Submitted for Approval: OSL 3.0 and AFL 3.0
gk at bwh.harvard.edu
Sun Sep 11 19:48:38 UTC 2005
I have a question about OSL 3.0 which pertains to its application to
software libraries, not about its conformance to the OSD. Hopefully
this list has room for such queries.
On Sep 11, 2005, at 12:16 AM, Lawrence Rosen wrote:
> Section 1: Grant of Copyright License
> - Expressly authorizes copies of the Original Work in collective
> - Expressly defines Derivative Works consistently with copyright law.
> NOTE: Only the listed activities ("translate, adapt, alter,
> transform, modify, or arrange") create derivative works.
> "Linking" does not create a derivative work.
> This license operates like the LGPL, MPL, CDDL,
> and many other reciprocal licenses (but with greater
> clarity and precision regarding derivative works);
> it doesn't operate like the current GPL version 2.
Suppose I'm shopping around for a license to apply to my software,
which is an old-fashioned C-language library (its only usable after
being linked into some larger executable). I want a reciprocal
license that applies to distributions of modifications of the
library, but not to executables that link with the library.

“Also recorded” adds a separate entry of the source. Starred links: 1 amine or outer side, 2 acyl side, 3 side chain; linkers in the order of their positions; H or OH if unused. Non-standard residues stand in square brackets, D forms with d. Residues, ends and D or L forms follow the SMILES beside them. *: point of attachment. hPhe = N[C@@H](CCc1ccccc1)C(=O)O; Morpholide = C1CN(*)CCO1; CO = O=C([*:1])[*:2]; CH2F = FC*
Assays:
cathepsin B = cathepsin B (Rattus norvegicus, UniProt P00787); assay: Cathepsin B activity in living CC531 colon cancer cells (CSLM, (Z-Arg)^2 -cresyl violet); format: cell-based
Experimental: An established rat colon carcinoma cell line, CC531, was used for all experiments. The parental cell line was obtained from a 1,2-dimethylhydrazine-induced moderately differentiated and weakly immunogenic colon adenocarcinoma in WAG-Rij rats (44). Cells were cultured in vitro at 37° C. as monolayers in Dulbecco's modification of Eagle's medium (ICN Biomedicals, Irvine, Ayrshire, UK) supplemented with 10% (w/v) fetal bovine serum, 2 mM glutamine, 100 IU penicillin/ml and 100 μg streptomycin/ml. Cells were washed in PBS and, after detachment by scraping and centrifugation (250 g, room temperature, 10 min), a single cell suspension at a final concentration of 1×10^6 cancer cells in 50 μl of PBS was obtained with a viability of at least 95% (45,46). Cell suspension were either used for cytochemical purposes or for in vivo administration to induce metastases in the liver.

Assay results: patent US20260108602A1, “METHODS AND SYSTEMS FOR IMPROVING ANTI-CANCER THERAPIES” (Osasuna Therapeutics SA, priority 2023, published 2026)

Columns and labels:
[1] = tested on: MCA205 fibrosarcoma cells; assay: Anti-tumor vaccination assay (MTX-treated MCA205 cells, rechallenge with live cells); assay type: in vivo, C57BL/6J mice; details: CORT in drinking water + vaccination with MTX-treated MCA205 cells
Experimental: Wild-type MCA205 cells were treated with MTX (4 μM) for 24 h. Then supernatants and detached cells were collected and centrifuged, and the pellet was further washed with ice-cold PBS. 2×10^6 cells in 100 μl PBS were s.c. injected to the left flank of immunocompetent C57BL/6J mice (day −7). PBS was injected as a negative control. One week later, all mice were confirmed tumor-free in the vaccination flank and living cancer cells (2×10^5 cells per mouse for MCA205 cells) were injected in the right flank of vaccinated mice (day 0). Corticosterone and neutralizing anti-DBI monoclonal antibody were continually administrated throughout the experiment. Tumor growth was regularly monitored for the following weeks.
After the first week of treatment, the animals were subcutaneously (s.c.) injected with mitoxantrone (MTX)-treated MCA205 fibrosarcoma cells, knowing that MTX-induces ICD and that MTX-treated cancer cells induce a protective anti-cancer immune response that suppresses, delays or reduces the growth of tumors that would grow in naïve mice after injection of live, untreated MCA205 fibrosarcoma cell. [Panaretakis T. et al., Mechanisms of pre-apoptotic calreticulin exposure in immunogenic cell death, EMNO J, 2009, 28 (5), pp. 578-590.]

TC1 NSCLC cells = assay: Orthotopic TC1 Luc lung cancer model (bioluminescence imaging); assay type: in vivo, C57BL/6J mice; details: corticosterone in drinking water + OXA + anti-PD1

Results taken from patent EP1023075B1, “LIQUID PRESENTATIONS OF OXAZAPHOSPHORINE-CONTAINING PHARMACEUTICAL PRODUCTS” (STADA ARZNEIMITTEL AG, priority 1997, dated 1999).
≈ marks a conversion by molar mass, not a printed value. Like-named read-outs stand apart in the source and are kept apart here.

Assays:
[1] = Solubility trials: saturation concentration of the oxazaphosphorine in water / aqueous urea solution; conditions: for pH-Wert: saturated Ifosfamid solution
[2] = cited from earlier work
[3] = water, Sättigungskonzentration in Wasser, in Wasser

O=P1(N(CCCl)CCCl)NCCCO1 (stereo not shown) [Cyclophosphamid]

The LGPL is popular, I believe, because it strives to make that
distinction in language programmers can understand (in its Sections 5
and 6). However, the terms of Section 6 of the LGPL, which require
facilitating linking with a modified version of the library, are
rather onerous when the executable was statically linked. The OSI-
approved wxWindows license (http://www.opensource.org/licenses/
wxwindows.php) is one way to put an exception notice on top of LGPL
to do away with the behavior of LGPL Section 6, though it also
permits binary forms of modifications of the library to escape the
reciprocity of LGPL. The FLTK (http://www.fltk.org/COPYING.php) and
FOX (http://www.fox-toolkit.org/license.html) licenses include more
limited exceptions to the behavior of LGPL Section 6.
I have read your "Open Source Licensing" book, including Chapters 6
("Reciprocity and the GPL") and 12 ("Open Source Litigation"), and I
believe the statement made there that linking (in the compiler sense
of the word) does not create a derivative work, but rather a
collective work, which has implications for the reach of reciprocal
licenses. Based on that understanding, I believe OSL 3.0 to be a
fitting license for distributing my library.
For my prospective users, however, can you give some more
clarification of how OSL 3.0 applies (or does not apply) to an
executables formed by linking with my library, ideally by comparison
to the other licenses? When you say above that "This license
operates likes the LGPL", you are not saying that something like LGPL
Section 6 kick in, correct? Is it more like the wxWindows license?
Thanks in advance for your time and for your continued work in the
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